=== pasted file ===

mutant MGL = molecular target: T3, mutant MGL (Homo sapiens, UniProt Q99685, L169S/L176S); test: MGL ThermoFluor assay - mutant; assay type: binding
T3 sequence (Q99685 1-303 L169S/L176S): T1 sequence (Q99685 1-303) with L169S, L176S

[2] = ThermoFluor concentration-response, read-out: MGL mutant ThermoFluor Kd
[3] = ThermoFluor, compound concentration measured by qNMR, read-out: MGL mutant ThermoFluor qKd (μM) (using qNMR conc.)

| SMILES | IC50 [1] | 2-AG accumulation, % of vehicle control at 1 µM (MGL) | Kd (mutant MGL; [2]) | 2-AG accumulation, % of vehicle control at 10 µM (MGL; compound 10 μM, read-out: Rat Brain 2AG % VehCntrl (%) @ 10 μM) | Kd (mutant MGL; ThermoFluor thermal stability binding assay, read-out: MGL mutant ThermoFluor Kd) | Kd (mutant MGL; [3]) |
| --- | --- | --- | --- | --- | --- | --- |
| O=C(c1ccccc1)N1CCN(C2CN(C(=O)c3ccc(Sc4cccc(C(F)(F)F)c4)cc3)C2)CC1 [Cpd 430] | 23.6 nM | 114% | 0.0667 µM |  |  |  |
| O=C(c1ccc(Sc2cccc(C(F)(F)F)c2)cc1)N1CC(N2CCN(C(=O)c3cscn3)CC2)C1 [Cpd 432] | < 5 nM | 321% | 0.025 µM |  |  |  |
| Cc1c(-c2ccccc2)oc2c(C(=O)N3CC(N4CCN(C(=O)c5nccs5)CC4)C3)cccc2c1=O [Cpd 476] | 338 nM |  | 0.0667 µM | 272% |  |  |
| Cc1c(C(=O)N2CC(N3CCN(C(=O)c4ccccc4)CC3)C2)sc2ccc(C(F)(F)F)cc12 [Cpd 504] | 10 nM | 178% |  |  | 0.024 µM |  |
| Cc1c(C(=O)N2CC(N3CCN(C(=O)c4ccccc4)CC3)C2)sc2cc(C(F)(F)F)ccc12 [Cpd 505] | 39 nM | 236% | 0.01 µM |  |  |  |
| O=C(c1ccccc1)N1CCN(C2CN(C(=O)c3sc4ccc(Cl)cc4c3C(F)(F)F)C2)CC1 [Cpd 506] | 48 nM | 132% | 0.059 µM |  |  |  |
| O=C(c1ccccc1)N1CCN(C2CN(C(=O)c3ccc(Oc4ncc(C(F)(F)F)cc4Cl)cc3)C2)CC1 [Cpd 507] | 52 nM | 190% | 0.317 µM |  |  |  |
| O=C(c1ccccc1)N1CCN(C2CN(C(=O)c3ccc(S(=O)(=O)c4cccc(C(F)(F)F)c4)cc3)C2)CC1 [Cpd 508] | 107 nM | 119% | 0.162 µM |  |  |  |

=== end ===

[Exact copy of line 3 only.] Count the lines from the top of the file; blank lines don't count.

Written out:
[2] = ThermoFluor concentration-response, read-out: MGL mutant ThermoFluor Kd